Use this URL to cite or link to this record in EThOS: http://ethos.bl.uk/OrderDetails.do?uin=uk.bl.ethos.597323
Title: Behavioural characterisation of a transgenic mouse model of Huntington's disease
Author: Carter, R. J.
Awarding Body: University of Cambridge
Current Institution: University of Cambridge
Date of Award: 2000
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Abstract:
In this thesis the behavioural phenotype of R6/2 mice was characterised thoroughly using a battery of motor and cognitive tests, so that the usefulness of these mice in testing potential therapeutic approaches to HD could be assessed. Additionally, the effect of environmental factors (such as diet and environmental stimulation) on the health and survival of R6/2 mice was investigated. Once the battery of behavioural tests was developed, and the behaviour of the mouse fully characterised, the effect of riluzole, a candidate drug for the treatment of HD and other neurodegenerative disorders, was assessed in these mice. The battery of behavioural tests revealed that R6/2 mice develop progressive cognitive and motor impairments much earlier than the overt symptoms (from 4 and 5-6 weeks of age respectively), and that the nature of these impairments is comparable to those seen in HD patients. These findings support the use of R6/2 mice as a model of HD, and indicate that both the mice and the battery of tests will be useful for the evaluation of therapeutic strategies in HD. The experiments investigating the effect of environmental factors on R6/2 mice showed that changes in the feeding regime, as well as increased environmental stimulation, significantly improved the health and survival of the mice. Finally, riluzole was shown to have a small but significant beneficial effect on the motor performance, and, under certain conditions, body weight and survival, of R6/2 mice. These results indicate that riluzole may improve the life-span and provide some symptomatic motor relief to patients with HD.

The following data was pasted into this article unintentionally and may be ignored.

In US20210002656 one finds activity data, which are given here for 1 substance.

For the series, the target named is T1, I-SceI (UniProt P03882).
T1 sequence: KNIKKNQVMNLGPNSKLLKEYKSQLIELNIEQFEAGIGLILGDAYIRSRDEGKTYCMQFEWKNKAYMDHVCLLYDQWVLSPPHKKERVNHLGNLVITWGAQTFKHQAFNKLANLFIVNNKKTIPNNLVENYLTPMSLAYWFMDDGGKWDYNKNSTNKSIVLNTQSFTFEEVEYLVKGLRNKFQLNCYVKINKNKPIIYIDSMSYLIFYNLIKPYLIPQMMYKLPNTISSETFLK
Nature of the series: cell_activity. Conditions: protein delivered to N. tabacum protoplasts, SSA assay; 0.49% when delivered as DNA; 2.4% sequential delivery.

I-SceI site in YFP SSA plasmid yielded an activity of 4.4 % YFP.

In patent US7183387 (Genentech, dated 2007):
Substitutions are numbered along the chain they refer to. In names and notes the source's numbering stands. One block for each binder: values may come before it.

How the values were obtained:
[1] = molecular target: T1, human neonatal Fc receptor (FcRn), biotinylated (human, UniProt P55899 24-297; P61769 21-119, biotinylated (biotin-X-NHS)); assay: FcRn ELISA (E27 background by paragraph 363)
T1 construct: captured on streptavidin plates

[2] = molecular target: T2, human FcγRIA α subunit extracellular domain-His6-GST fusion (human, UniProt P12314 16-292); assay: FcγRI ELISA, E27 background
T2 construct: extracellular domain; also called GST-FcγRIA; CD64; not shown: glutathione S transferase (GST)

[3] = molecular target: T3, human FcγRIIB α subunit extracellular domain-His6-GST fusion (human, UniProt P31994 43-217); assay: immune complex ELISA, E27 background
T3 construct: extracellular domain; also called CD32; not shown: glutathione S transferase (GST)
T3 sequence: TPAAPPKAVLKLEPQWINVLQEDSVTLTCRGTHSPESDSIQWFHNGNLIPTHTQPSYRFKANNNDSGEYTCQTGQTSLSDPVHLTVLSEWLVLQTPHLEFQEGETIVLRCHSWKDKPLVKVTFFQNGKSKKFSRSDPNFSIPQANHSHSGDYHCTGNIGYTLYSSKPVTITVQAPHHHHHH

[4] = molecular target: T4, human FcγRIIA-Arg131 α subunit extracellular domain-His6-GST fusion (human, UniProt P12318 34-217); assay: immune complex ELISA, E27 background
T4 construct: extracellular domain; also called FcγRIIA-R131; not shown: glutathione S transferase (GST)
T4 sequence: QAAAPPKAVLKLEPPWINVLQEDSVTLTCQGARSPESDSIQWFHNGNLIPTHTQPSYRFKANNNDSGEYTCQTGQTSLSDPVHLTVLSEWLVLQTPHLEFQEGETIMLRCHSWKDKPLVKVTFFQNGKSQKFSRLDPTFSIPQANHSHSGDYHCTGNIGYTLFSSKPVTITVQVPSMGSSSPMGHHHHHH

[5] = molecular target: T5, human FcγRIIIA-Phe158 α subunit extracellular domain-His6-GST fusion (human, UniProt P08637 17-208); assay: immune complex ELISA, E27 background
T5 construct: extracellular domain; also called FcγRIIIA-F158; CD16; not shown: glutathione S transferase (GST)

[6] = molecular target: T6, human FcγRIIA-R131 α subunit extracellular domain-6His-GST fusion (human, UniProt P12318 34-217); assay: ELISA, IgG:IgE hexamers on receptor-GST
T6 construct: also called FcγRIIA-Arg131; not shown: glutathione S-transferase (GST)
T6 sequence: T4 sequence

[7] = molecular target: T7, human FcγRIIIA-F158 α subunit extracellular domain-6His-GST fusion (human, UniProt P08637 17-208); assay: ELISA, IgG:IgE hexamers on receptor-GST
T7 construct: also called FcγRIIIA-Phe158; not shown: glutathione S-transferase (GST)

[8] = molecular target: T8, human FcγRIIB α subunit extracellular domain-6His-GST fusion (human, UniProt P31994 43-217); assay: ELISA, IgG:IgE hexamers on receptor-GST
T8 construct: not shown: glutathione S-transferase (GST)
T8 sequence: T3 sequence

Supervisor: Not available Sponsor: Not available
Qualification Name: Thesis (Ph.D.) Qualification Level: Doctoral
EThOS ID: uk.bl.ethos.597323  DOI: Not available
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